In my search for books, I have hit many yards sales and flea markets. I have also gone to estate sales, and the writer in me walks through those wide-eyed, with the mental notebook scribbling away so fast, I can almost hear the scratching of the pencil on the paper. One of these estate sales has stuck out in my mind, so I thought I would take you with me as I walk through my glimpse into a woman’s life.
I try to ignore the sadness of the event; the fact that one person’s entire life is reduced to a rummage sale, with strangers wandering through and haggling down the prices. I wonder why her belongings haven’t been passed down. She must be the last in her line, I decide. I am not willing to consider it possible that her heirs just don’t care.
I look around and see the pictures on the wall of a well-loved husband or son dressed in his military greens, proudly standing beside his plane. I don’t know much about planes, but I know that one is old, and the mental pen scribbles faster as a ‘creative biography’ takes form. So many pictures in the hall of the beloved soldier, and tears well up in my eyes.
I walk into another room, stepping around a woman. She takes a picture down from the wall to examine the frame – to decide whether it is worth two dollars. I want to say something to her, I want to defend the soldier’s worth, but I don’t. Instead I cast my eyes over a tiny room and ponder the use it must have once had. Behind the canary yellow paint I see the vague outline of brightly colored balloons. A child’s room converted into a sewing room. I wonder briefly if the child who slept here was the soldier on the wall in the hallway, and in my mind’s eye see flashes of him growing up – playing in the sandbox, blowing out birthday candles, going to school, riding a bike, kissing a girl, graduating high school, enrolling in the Forces, standing beside that first plane to take the picture. I stop the movie-like flashes of this man’s life before that plane flies into a war. I don’t want to see that outcome.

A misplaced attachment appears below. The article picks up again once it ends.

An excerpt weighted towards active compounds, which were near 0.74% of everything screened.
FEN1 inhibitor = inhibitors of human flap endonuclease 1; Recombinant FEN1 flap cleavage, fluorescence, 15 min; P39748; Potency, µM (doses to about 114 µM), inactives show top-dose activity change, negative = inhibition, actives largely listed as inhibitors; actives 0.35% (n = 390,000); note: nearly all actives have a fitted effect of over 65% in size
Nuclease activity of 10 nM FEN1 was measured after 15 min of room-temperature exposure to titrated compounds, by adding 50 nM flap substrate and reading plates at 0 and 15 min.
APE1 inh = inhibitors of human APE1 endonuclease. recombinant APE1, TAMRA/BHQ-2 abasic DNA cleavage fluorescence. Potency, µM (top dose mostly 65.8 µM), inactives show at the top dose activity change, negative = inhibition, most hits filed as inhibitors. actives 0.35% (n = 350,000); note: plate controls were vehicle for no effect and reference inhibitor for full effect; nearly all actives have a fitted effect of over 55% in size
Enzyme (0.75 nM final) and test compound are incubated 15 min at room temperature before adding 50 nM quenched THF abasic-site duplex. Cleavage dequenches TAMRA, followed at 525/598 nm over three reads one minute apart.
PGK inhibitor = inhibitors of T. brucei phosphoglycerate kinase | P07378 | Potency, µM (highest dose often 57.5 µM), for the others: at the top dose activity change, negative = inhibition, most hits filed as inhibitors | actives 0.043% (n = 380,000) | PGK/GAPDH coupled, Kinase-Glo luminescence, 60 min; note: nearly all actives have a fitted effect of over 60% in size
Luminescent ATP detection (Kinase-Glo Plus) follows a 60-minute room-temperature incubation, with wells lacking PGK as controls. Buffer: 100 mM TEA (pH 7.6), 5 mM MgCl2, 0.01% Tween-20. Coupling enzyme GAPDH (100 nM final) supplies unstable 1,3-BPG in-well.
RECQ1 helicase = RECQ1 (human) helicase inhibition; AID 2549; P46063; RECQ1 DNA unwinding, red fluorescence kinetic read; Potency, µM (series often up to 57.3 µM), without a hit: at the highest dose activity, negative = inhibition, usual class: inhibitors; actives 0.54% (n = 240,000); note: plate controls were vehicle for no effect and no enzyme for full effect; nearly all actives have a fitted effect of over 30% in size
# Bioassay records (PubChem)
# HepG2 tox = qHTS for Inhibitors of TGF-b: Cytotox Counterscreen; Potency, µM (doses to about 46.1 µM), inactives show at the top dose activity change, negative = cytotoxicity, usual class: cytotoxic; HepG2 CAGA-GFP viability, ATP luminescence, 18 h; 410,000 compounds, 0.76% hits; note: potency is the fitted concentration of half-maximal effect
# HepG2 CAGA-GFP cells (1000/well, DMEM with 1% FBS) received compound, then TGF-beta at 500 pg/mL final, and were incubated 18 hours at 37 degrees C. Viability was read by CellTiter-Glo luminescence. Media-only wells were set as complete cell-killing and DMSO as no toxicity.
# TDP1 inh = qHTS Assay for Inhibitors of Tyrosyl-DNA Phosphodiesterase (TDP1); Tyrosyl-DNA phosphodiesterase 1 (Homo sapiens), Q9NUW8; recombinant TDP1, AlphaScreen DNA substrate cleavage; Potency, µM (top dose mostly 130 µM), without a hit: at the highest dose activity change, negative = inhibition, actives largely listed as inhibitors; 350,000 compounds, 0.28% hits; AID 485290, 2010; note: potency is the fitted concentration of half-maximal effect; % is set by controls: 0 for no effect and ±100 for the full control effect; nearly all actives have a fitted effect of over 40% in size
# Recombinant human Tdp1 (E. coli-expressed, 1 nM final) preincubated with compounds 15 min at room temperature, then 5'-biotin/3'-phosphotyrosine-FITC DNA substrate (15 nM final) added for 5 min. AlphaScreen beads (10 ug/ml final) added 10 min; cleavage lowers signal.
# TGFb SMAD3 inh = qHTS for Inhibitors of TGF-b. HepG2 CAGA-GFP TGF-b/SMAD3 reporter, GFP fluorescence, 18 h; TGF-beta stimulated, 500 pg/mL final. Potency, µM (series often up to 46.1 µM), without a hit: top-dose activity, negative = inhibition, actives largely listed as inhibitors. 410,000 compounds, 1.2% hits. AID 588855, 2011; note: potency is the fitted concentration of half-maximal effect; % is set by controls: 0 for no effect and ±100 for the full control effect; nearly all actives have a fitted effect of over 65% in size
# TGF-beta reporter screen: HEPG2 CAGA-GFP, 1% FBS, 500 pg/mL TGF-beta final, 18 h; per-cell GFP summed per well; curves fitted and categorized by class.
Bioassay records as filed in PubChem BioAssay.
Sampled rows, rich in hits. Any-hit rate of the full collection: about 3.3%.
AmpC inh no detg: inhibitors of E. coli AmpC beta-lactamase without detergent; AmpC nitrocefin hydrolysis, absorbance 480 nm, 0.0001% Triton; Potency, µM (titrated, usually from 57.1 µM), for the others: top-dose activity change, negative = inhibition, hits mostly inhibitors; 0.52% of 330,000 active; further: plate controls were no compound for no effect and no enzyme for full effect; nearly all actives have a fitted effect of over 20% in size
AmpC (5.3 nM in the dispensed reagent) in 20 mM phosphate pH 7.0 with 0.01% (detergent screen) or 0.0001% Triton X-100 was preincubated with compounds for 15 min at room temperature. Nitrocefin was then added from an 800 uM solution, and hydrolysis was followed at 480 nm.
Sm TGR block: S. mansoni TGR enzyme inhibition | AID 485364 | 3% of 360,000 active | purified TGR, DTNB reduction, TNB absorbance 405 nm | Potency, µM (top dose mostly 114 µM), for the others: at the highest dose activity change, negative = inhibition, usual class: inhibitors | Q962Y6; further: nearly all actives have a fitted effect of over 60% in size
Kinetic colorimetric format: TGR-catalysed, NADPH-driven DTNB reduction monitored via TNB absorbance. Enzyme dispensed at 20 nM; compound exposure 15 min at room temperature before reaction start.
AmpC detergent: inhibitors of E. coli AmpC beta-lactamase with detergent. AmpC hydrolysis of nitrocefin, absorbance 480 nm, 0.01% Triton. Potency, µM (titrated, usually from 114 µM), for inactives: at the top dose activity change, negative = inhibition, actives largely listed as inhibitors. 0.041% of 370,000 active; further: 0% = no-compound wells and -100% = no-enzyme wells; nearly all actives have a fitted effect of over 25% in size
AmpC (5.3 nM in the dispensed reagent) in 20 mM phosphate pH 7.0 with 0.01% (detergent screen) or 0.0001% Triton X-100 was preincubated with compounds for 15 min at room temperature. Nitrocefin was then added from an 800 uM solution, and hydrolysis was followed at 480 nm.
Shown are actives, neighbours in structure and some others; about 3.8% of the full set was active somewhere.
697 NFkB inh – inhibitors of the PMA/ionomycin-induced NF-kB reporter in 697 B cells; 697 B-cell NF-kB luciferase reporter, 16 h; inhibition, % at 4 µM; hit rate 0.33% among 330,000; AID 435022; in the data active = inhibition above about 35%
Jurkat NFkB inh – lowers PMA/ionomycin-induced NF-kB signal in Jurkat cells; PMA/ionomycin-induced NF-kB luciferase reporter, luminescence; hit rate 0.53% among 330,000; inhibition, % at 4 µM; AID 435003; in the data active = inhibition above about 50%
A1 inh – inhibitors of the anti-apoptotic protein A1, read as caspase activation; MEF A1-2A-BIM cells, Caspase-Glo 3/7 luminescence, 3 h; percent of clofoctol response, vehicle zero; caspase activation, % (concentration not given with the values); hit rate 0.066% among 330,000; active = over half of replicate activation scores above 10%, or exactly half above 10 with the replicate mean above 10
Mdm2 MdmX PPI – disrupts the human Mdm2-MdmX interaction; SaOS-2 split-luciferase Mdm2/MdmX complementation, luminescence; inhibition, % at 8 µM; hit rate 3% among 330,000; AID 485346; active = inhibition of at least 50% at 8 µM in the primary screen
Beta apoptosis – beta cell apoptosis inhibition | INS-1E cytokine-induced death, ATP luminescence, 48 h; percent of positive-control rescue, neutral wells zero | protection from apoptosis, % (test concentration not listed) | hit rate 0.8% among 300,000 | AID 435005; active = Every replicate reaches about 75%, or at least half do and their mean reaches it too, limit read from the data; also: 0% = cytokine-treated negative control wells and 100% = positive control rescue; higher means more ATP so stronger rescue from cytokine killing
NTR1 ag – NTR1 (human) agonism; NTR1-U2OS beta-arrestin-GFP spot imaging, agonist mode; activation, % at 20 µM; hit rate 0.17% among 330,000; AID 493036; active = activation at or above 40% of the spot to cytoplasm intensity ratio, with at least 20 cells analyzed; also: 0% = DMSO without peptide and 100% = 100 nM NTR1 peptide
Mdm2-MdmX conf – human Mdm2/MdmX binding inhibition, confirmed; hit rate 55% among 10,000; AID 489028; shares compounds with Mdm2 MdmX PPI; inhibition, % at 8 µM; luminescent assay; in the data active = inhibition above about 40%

There is a rickety old Singer sewing machine built into a table. The machine looks to be made of cast iron. Though it has an electric pedal, I think it might be one of the first models that did, and I marvel that she never replaced it with a newer one. I can almost hear the humming and the clacking sounds that must have filled this room for hours on end. There are sewing patterns in baskets on the table, the windowsill, the floor. There is a closet full of stylish dresses with hats that matched lining the upper shelf. My heart lurches with the knowledge that she has moved her hobby room into her son’s room, spending most of her relaxing time with him – with his energy and his memories.
I move on throughout the house, each room exposing something about the woman who used to live there, from the room full of fur coats to the hidden bookshelf, halfway up the stairs. It was filled with works of literary wonder – the complete works of many of the classics, varying in flavor from Shakespeare to Twain. I approach the top of the stairs and see that there is another shelf of books and puzzles. There is a rocking chair in the corner with an old lamp set up beside it. I wonder at the life of the woman who had to sneak upstairs to exercise her mind. And I worship her for it.
As I make my way out, I am in awe of the person I have just been introduced to, my mental notebook still scribbling away, wishing there was a complementary mental photographer as well.
The sadness and loss I feel for this woman startles me. I feel in the moments I spent walking through her life I have gotten to know her quite well. She could have been my great-grandmother, and I hope that in her last hours she had someone beside her when her son came to take her home.
A smile creeps across my face. Somehow, someday, this woman will live again through my words. I only hope that I am capable of properly capturing her loving heart and her secret brilliance.